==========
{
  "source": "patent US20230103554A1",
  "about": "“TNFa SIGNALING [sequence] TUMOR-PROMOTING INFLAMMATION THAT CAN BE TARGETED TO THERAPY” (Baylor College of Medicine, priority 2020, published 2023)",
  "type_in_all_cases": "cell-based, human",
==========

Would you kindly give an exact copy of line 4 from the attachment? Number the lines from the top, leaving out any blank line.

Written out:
  "type_in_all_cases": "cell-based, human",